- Scalp Examination: A scalp examination is a simple diagnostic tool that involves examining the scalp for any signs of hair loss or thinning. During a scalp examination, a dermatologist will look for any signs of hair miniaturization, broken hairs, and increased scaliness of the scalp.
- Light Microscopy: Light microscopy is a diagnostic tool that uses a microscope to examine hair and scalp samples. During light microscopy, a dermatologist will examine hair samples under a microscope to look for any signs of hair damage or hair shaft abnormalities that may be indicative of noncicatricial alopecia.
- Ferritin Level Test: Ferritin is a protein that stores iron in the body. A low ferritin level can indicate an iron deficiency, which can cause hair loss. A ferritin level test can help determine if an iron deficiency is the cause of the hair loss.
- Hormonal Tests: Hormonal tests can help diagnose certain types of noncicatricial alopecia that are caused by hormonal imbalances. For example, a test for testosterone levels may be performed to determine if the hair loss is caused by male pattern baldness.
- Scalp MRI or CT Scan: In some cases, a scalp MRI or CT scan may be necessary to diagnose noncicatricial alopecia.
The main treatments for noncicatricial alopecia include medical therapies, topical treatments, and hair transplantation.
- Minoxidil: Minoxidil is a topical medication that is applied directly to the scalp. It works by increasing blood flow to the hair follicles, which can help to stimulate hair growth. Minoxidil is commonly used to treat androgenetic alopecia, and it is available over-the-counter in a 2% solution or by prescription in a 5% solution.
- Finasteride: Finasteride is a oral medication that is used to treat androgenetic alopecia. It works by blocking the conversion of testosterone to dihydrotestosterone (DHT), which is a hormone that can cause hair loss. Finasteride is taken orally once daily, and it is available by prescription only.
- Corticosteroids: Corticosteroids are medications that can be taken orally or applied topically to the scalp. They work by reducing inflammation and suppressing the immune system, which can help to slow down or prevent hair loss in conditions such as alopecia areata. Corticosteroids can be used in a variety of forms, including pills, creams, gels, and injections.
- Topical Immunotherapy: Topical immunotherapy is a treatment that involves applying a chemical irritant to the scalp. This irritant can help to stimulate an immune response, which can help to slow down or prevent hair loss in conditions such as alopecia areata. Topical immunotherapy is typically used in conjunction with other treatments, such as corticosteroids.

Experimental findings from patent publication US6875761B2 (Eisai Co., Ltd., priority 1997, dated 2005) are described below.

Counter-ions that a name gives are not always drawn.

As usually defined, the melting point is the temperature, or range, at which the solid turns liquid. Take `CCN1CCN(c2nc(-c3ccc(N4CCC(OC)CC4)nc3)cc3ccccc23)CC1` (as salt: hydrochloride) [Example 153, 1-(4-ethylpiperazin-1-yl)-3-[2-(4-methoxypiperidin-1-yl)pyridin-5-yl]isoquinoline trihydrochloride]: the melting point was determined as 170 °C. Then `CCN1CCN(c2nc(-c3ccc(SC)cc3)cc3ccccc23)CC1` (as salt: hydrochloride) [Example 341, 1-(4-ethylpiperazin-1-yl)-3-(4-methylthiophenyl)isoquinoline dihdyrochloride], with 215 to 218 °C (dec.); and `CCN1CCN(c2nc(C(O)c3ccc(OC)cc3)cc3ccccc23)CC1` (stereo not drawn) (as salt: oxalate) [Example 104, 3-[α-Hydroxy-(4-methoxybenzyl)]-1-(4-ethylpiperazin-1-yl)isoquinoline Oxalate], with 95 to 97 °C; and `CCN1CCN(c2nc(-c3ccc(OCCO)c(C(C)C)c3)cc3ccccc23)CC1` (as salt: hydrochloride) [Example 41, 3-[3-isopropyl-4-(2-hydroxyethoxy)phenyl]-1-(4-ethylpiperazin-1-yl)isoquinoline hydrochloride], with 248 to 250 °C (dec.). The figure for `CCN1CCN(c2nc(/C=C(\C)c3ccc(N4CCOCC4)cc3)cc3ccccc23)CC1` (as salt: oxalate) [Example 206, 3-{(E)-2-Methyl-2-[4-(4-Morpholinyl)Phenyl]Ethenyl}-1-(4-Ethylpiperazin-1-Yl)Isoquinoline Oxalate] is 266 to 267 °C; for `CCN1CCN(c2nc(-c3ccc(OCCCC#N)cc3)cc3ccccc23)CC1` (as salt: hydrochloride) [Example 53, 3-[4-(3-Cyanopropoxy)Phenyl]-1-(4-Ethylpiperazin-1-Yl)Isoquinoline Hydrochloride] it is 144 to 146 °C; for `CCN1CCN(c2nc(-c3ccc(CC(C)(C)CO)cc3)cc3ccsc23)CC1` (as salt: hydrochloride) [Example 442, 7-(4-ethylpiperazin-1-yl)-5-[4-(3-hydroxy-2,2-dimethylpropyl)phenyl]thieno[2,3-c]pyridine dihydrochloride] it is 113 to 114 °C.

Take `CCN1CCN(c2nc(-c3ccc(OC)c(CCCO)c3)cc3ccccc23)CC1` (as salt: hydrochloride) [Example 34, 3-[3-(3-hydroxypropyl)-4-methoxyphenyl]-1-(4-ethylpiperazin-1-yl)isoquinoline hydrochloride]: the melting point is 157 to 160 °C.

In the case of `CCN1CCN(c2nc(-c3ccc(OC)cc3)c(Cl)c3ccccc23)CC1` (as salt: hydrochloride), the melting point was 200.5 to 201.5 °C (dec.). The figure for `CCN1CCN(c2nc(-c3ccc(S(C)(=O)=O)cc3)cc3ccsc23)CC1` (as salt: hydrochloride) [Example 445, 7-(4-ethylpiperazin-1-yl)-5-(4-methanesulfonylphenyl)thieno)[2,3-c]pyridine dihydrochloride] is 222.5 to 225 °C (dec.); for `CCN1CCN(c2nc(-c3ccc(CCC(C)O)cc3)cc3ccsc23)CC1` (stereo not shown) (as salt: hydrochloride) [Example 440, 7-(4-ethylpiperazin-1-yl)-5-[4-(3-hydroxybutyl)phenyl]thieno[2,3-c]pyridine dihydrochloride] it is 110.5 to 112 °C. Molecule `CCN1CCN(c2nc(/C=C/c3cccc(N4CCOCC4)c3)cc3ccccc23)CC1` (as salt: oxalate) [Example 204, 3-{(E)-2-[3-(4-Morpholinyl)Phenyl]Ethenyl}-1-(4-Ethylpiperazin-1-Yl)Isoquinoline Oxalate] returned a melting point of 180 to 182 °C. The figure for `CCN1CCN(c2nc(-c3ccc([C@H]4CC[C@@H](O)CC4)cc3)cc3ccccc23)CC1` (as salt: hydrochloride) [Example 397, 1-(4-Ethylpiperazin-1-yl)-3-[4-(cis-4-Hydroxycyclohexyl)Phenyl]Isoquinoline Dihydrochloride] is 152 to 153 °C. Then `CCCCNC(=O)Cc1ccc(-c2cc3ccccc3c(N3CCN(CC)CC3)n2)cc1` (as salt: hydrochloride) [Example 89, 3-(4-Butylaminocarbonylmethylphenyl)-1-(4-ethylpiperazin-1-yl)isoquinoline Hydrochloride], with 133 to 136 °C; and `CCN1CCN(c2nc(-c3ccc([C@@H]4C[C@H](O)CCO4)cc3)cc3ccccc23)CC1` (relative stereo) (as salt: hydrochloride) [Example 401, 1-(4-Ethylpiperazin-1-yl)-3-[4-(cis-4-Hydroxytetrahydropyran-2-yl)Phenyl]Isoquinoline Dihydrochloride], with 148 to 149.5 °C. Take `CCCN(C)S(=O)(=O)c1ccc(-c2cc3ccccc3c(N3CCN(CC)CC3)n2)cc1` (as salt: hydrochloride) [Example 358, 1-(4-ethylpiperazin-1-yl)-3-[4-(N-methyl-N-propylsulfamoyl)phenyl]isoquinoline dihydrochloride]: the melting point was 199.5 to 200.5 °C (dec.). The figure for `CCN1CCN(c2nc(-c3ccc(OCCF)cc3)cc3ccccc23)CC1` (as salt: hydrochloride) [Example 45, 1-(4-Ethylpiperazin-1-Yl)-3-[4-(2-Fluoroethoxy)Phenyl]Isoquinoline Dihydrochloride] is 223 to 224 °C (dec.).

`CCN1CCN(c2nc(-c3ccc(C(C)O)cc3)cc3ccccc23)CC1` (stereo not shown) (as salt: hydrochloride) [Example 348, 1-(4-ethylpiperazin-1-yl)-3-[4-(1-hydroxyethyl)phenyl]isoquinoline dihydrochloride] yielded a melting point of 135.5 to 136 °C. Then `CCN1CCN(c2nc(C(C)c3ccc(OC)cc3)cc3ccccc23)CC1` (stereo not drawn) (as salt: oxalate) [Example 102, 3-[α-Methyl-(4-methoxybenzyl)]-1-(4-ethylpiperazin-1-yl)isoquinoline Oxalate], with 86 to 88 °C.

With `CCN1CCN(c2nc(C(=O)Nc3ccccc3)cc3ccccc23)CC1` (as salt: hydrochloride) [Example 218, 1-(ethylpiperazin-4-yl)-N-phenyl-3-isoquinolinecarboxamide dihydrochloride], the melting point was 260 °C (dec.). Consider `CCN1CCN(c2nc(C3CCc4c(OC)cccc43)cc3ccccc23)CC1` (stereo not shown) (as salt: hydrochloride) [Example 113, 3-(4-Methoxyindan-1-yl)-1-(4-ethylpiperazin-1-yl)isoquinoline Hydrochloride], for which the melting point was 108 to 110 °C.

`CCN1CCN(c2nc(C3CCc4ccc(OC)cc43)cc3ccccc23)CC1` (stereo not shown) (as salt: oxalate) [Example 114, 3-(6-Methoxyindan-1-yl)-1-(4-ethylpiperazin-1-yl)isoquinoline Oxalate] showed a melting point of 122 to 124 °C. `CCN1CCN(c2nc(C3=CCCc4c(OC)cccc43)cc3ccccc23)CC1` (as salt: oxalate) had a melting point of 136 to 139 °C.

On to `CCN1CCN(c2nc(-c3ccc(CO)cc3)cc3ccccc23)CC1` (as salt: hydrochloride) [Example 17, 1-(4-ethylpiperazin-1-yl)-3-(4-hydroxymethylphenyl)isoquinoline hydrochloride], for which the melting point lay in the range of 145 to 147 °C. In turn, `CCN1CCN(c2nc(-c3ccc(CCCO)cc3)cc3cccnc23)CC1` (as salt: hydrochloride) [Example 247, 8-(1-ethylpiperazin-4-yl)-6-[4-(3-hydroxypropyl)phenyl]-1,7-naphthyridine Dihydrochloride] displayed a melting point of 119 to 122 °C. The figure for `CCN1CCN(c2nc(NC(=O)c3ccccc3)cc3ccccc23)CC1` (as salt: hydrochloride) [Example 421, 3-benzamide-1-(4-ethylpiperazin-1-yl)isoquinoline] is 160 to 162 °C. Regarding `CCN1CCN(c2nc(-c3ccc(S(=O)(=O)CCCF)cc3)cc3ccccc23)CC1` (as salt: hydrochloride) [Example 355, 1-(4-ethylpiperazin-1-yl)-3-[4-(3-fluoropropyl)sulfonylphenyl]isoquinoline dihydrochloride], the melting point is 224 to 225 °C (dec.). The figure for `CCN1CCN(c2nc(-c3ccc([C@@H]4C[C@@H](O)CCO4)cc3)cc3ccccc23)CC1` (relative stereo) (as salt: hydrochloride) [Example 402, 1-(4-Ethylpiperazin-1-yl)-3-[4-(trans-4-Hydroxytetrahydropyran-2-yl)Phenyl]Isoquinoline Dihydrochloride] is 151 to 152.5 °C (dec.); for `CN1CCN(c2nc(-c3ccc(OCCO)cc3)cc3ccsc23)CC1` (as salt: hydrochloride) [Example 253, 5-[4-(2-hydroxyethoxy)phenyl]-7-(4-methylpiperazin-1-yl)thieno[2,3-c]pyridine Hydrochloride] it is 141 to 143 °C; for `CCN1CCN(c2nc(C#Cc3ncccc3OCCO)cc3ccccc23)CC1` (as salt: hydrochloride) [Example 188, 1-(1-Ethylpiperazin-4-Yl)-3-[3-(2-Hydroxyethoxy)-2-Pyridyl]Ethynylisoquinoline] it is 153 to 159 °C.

- Scalp Microneedling: Scalp microneedling is a procedure that involves using a special device to create tiny pinpricks in the scalp. This can help to stimulate blood flow to the hair follicles and promote hair growth. Scalp microneedling can be done in a dermatologist’s office or at home, and it is typically performed in conjunction with other treatments, such as minoxidil.
- Platelet-rich Plasma (PRP) Therapy: PRP therapy is a treatment that involves using a patient’s own blood to stimulate hair growth. Blood is drawn from the patient and processed to concentrate the platelets, which are then injected back into the scalp. Platelets contain growth factors that can help to stimulate hair growth and improve the overall health of the hair follicles.
- Low-Level Laser Therapy (LLLT): LLLT is a treatment that involves using a low-level laser to stimulate hair growth. The laser light can penetrate the scalp and stimulate the hair follicles, which can help to improve hair growth and prevent hair loss. LLLT is typically performed in a dermatologist’s office or at home using a special device, and it is typically performed in conjunction with other treatments, such as minoxidil.
Hair transplantation is a surgical procedure that involves removing hair follicles from one area of the scalp and transplanting them to another area. This can be used to restore hair growth in areas that are affected by hair loss. There are two main types of hair transplantation